A distinguished Italian fascist Gabriele D'Annunzio who, helped by his legionaries, took over Rijeka, was the way out of the allied demand from the middle of 1919 to dissolve the National Council and the Volunteer-legion of Rijeka. The situation had an adverse effect on the Italian government because the fascists were planning the dissolution of the government and parliament and dethronement of the king Vittorio Emanuele lll. Being pressured by the international actions, on September 8, 1920 D'Annunzio declared the State of Rijeka under the name of the Italian Regency for the Kvarner Bay (Reggenza Italiana del Carnaro). The occupied islands of the Kvarner Bay, Krk and Rab were also included in his state. The Constitution was enacted, making Rijeka the first place in the world in which fascism came into power. The fascist ideology very well reflected on the military stamps of Rijeka, thought out by D'Annunzio himself.
The solution to this problem was the Rapalla treaty signed on November 12, 1920 between the Kingdom of Italy and the Kingdom of Serbs, Croats and Slovenes on the acknowledgement of absolute freedom and independence of the State of Rijeka. The Sate of Rijeka consisted of the former Corpus separatum and of a part southward of the unsurfaced road Zamet - Kastav, all the way to Preluk. Although D'Annunzio was opposed to it, the treaty was effective, and it's very interesting that it was written in Latin characters for Italian language, and in Cyrillic for Serbian language. It was, on one hand, a great success of Italian and Serbian, and on the other, a dismal failure for Croatian politics. Before leaving, on January 18, 1921, D'Annunzio let Rijeka have the "joy" of a bloody Christmas, when all the bridges on the Rječina were blown up and the Governor's Palace was damaged. On January 1, 1921 Dr. Antonio Grossich, the president of the National Council was elected for the president of the temporary government.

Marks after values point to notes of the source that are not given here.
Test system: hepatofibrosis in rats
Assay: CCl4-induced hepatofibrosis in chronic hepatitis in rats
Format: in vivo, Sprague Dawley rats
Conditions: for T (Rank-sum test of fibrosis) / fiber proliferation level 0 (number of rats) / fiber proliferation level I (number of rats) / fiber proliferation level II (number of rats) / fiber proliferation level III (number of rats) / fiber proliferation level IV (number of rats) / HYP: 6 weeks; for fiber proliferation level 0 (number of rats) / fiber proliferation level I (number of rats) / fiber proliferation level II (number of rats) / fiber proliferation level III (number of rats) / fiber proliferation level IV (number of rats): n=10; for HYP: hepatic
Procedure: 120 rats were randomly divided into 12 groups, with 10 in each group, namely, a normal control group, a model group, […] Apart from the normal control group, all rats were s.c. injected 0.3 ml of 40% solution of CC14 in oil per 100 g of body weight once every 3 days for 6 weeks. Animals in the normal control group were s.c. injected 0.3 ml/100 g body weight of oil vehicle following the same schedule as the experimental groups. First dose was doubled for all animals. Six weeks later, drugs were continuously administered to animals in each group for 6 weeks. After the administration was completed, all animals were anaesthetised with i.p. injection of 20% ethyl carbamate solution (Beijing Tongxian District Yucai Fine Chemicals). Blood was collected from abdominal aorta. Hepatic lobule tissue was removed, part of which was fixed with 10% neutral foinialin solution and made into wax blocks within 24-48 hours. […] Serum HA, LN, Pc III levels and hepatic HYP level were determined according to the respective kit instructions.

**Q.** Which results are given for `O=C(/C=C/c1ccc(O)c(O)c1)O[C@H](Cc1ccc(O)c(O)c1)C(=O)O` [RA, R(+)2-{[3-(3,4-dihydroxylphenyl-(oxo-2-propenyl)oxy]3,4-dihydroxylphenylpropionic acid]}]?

The elections for constituent assembly were held on April 24, 1921. Zanella and his Autonomists won the elections. Fascists couldn't come to terms with it so, on March 3, 1922 followed the attack on the Governor's Palace. The majority of elected members of the assembly and Zanella escaped to Kraljevica of (part of the Kingdom of Serbs, Croats and Slovenes) and didn't come back to Rijeka any more. It created the conditions for Rijeka to be annexed to Italy. On September 18, 1923 Mussolini dismissed the government of Rijeka and appointed general Gaetano Giardino as the military governor of Rijeka. The last questions between Italy and Yugoslavia were solved by the Roman agreement signed on January 27, 1924, defining the border and, long before Berlin, dividing Rijeka by a wall into Fiume and Sušak. From April 1, 1924 Rijeka was within Postal services of the Kingdom of Italy, and the postage stamps of Rijeka became history.
By the order of the Italian National Council, Hungarian stamps were overprinted from December 3 to 23, 1918. There are two types of the machine -made overprints and six basic types of the hand overprints. read more
The stamps of Rijeka were exceptionally often forged, due to rarity and great demand of stamps of the states formed after the collapse of the great empires. The first forgeries were found already in times of origin of the first issues. read more